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First Crush: Reba Ashkar: A Short Story

Updated on January 10, 2010
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Dohn121 is a freelance writer who currently resides in the foothills of the Shawangunk Mountains of New York's famed Hudson Valley.

By dohn121

It’s five-thirty on a Friday night in late June at the Westchester Yacht Club and everyone in Dohn’s graduating class is already there. Dinner will be served at precisely six. Outside, at the bottom of the hill at the main entrance, a purple station wagon moves in a half circle and comes to a stop. The front and rear doors on the right side of the purple station wagon swing wide open and Mike and Dohn appear. Both are dressed in khaki pants, brown dock-siders, white dress shirts and blue blazers. Mike is wearing a solid maroon tie and Dohn is wearing a solid navy blue tie. Mike’s dad leans over from behind the steering wheel of the car, underneath the interior lights and hands Mike two five-dollar bills—one for Mike and one for Dohn, in case they want to buy an extra burger or soda. Mike’s dad tells them to have a good time and that Mike’s mom would be back to pick them both up at eight-thirty sharp. Mike and Dohn turn away from the car and run up the dimly lit path leading up to the ivy foyer.

As we are walking in, Mike's really fired up about the dance and about finishing elementary school. He reaches over to me with one hand, holding it out to my side as we continued walking. “No more elementary school, Cuz! We’re out! Can you believe it? We’re gonna be seventh graders!” I shook his hand, but not the way in which grown-up men shake each other’s hands—the Mike and Dohn special. We enter the foyer and everyone is sitting at separate tables, talking. The guys are sitting on one side of the room and the girls are sitting on the other side. The guys are all dressed up, in shirt and ties and the girls are dressed…Well, in dresses. A gas lantern lights up everyone’s table. A circle of girls are dancing in the middle of the room atop the wooden-tile dance floor, which divides the outdoor ivy foyer.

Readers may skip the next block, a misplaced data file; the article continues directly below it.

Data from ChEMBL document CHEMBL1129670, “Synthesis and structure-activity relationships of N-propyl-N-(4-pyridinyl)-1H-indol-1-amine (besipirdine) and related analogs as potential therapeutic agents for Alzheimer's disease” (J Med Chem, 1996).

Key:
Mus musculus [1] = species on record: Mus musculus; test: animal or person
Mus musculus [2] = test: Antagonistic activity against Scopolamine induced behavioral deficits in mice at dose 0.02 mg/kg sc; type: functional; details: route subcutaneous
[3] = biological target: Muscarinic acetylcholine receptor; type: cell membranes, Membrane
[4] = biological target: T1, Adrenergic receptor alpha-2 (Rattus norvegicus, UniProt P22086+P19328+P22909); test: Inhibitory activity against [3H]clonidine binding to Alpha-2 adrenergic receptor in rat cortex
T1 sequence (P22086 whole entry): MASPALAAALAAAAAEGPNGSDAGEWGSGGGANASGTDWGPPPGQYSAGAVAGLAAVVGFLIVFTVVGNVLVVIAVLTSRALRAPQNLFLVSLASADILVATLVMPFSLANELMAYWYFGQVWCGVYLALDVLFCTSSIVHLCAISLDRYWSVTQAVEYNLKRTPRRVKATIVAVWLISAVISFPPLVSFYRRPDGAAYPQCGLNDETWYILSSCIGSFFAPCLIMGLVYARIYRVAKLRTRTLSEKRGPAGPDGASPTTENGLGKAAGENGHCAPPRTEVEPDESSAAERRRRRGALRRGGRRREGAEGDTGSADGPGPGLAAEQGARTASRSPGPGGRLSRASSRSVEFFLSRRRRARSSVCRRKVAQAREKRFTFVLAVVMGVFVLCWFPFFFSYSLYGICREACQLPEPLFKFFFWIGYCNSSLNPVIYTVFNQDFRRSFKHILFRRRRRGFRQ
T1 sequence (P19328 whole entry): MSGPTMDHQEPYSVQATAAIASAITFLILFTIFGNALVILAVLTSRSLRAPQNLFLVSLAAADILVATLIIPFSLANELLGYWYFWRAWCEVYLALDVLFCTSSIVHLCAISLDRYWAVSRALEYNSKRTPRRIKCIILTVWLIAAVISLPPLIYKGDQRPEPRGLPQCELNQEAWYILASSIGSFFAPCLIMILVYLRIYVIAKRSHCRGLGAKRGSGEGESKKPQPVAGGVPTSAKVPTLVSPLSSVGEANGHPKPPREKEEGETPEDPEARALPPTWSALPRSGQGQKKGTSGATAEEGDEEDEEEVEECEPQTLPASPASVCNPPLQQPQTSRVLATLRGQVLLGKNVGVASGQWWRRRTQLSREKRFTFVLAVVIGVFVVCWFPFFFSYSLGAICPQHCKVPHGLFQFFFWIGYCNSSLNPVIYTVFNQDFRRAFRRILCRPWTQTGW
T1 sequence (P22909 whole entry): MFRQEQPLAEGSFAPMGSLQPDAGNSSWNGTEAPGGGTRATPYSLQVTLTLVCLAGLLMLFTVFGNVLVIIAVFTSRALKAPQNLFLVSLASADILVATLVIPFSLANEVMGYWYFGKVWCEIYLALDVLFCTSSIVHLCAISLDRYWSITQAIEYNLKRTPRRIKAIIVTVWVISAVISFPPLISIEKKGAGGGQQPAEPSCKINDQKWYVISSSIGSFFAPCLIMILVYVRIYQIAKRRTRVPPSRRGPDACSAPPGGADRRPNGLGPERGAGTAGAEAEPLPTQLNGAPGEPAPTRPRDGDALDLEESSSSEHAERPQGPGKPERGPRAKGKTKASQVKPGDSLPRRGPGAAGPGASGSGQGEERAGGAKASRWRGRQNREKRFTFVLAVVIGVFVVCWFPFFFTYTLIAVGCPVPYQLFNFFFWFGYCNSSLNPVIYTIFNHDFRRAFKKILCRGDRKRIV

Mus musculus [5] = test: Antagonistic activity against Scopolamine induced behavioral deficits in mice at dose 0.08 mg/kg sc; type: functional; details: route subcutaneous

Mike and I spot two empty seats at a table and walk over, and as we’re walking, I look over to my right and see her. She’s sitting at one of the tables, talking to her friend Meagan, who says something to her to cause her to laugh…It’s Reba. She’s beautiful. She doesn’t see me at first, but I see her. I suddenly feel an ache inside of me, at the bottom of my throat and in my heart, which isn’t at all painful but exhilarating—like I was going up in a fast moving elevator before I’m able to brace myself. Her blonde hair wasn’t tied in a ponytail like it usually was at school, but down, splashing over and around the front and back of her bare, narrow shoulders. The small glass lantern next to her emitted just enough light to give her face a warm, yellow glow. She’s wearing a beige cotton dress with a daisy pattern that begins just below her collarbone and ends—down above her knees. Her dress is held up by a single bikini-strap that rests securely over the back of her neck. I feel a hand tightly grip the biceps of my left arm and a warm breath in my left ear that said, “Close your mouth…” I was then pulled in the direction of the voice, which spoke again and said, “…Come and sit down.” When I realized that it was Mike, and that I was just standing there and staring at Reba, my face became flustered with embarrassment. I did what I was told and sat, looking at everything and anything other than Reba. But it really was, I found, difficult to not look at her. I was lost in a tumbling sea of nameless and faceless people, it seemed, and the only person I saw and recognized was Reba. Every time I looked up, my eyes immediately found hers. She was the only person that I could see. It was as if I was seeing her for the first time in a very, very long time.